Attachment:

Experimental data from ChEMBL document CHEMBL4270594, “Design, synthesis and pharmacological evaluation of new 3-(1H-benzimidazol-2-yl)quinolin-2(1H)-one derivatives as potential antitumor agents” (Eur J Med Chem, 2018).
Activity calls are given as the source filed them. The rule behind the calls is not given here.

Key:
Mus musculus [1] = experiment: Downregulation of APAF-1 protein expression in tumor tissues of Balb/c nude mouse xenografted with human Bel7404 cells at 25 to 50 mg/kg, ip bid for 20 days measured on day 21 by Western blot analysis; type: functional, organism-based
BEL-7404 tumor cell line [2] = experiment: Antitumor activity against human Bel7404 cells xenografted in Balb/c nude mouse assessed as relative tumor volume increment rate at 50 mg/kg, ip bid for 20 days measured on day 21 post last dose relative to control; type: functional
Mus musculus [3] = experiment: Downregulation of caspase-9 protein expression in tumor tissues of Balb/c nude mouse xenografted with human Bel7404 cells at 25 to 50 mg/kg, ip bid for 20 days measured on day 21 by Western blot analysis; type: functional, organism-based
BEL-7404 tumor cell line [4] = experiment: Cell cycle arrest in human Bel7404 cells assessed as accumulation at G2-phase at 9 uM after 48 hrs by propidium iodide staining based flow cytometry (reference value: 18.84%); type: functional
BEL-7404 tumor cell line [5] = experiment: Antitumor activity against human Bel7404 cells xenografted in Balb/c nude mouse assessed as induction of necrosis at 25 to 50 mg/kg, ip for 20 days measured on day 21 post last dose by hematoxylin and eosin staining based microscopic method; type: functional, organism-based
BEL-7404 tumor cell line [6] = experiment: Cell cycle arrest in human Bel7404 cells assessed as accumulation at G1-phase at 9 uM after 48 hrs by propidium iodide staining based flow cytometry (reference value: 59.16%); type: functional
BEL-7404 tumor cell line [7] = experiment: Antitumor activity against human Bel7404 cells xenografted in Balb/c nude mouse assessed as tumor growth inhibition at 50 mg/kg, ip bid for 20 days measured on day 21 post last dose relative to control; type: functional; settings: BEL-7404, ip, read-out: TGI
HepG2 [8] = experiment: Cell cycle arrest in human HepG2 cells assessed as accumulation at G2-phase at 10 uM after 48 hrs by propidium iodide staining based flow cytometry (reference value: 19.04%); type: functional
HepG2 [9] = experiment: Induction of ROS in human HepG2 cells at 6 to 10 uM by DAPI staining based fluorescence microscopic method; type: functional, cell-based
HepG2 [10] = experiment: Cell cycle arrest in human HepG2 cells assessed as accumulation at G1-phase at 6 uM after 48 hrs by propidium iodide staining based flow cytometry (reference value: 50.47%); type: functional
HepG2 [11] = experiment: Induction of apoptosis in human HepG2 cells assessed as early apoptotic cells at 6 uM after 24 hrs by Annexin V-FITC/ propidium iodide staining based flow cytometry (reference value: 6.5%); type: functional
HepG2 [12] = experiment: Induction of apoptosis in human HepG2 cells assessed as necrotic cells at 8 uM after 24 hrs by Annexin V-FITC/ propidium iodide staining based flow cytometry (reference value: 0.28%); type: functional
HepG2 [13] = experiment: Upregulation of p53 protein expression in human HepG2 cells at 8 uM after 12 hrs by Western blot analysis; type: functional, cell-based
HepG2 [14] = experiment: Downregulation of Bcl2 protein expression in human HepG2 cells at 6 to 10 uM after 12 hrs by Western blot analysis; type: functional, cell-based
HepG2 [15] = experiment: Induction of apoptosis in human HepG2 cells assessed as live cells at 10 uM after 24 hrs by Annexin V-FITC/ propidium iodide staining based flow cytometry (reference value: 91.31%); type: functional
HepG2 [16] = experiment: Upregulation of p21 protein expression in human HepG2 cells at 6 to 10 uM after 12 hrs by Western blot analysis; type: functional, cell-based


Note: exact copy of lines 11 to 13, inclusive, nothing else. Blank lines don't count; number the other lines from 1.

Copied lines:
HepG2 [8] = experiment: Cell cycle arrest in human HepG2 cells assessed as accumulation at G2-phase at 10 uM after 48 hrs by propidium iodide staining based flow cytometry (reference value: 19.04%); type: functional
HepG2 [9] = experiment: Induction of ROS in human HepG2 cells at 6 to 10 uM by DAPI staining based fluorescence microscopic method; type: functional, cell-based
HepG2 [10] = experiment: Cell cycle arrest in human HepG2 cells assessed as accumulation at G1-phase at 6 uM after 48 hrs by propidium iodide staining based flow cytometry (reference value: 50.47%); type: functional